If you pick a dandelion, you will see a viscous, milky white goo come out of the stem. That goo is latex. Exposed to the air, latex coagulates, creating a protective barrier. Plants use latex as a defense against insect feeding. [Slugs will eat leaves drained of latex, but not before.] We use latex in very different ways.
Latex gloves, latex paint, and cosmetic sponges all get their start from latex. So do chewing gum, balloons, adhesives, and opium. The latex collected from the rubber tree is where we get, you guessed it, rubber. [Most latex paint, such as is used in whitewashing, is actually a synthetic latex.] It is estimated that 10% of all flowering plants, angiosperms, contain latex.
What is latex?
Latex is an emulsion made up of of proteins, fats, starches, sugars, oils, resins, alkaloids, tannins, and gums. Emulsions are mixtures of two or more liquids that generally do not mix - think salad dressing. Homogenized milk and mayonnaise are also emulsions. Normally, latex is thick and white, but it can also be yellow, clear, orange, red, or watery.
How is latex different from sap, or resin?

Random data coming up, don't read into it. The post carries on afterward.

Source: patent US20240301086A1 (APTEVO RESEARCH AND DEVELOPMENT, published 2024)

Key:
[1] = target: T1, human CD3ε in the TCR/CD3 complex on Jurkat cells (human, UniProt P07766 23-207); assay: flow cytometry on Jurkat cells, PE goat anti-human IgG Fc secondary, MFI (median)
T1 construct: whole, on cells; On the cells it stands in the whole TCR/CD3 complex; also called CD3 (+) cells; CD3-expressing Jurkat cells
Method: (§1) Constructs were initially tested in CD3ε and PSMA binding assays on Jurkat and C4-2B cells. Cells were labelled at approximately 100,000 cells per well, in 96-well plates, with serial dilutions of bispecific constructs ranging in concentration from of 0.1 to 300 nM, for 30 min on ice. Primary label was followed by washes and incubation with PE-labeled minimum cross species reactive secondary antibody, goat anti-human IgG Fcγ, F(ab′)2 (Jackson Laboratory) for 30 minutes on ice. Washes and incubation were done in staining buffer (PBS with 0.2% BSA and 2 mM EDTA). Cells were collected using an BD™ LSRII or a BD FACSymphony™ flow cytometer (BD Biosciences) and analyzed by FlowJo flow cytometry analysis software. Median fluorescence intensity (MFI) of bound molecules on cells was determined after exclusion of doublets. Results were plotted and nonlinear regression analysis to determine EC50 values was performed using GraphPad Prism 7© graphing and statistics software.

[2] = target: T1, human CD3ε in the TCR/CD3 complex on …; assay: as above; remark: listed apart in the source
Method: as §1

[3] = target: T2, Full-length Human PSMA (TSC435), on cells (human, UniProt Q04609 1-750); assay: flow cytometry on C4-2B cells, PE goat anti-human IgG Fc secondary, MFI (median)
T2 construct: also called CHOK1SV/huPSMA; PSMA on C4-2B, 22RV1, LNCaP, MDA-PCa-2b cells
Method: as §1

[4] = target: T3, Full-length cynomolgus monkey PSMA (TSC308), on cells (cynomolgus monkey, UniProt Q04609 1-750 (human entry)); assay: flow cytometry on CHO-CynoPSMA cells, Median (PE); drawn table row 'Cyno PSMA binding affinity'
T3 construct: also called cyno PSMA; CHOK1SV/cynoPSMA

Sap is the combined water, sugars, and plant nutrients that move through a plant’s vascular bundles to feed and water the plant. Resins, like latex, are protective substances that ooze from injury sites. Unlike latex, which coagulates and dries, resins create a hard, crystalline barrier.
How do plants make latex?
Latex is produced and transported in a separate system called the laticiferous system. There are two methods of latex formation and movement. Articulated laticifers consist of rows of plant cells found in the meristem tissue of stems and roots. The walls of these cells dissolve, creating tubes, called latex vessels. This method is common to poppies, fig trees, mulberries, rubber trees, and members of the sunflower family. Non-articulated laticifers, such as milkweed and spurge, develop a branching network of latex-producing cells throughout the plant. In some cases, the entire network is made from a single cell.
Plants that produce latex
There are over 20,000 species of plant that produce latex, occurring in over 40 plant families. Some of the more commonly known latex-producing families include:
Some mushroom, conifer, and fern species also produce latex as a defense mechanism.
Allergic reactions to latex
Because latex contains defensive chemicals, it can be an irritant. Prolonged exposure can lead to an allergic response, as can multiple surgeries, or spina bifida. Individuals with a latex allergy are at risk for anaphylactic shock and should avoid contact. Some forms of latex can cause blistering of the skin, or blindness, while other plants produce a latex with reduced amounts of the allergen. These forms are being researched as an alternative.
As you work in the garden, note which plants exude latex when damaged. And monitor your skin for reactions to this liquid plant defense.
You can grow a surprising amount of food in your own yard. Ask me how!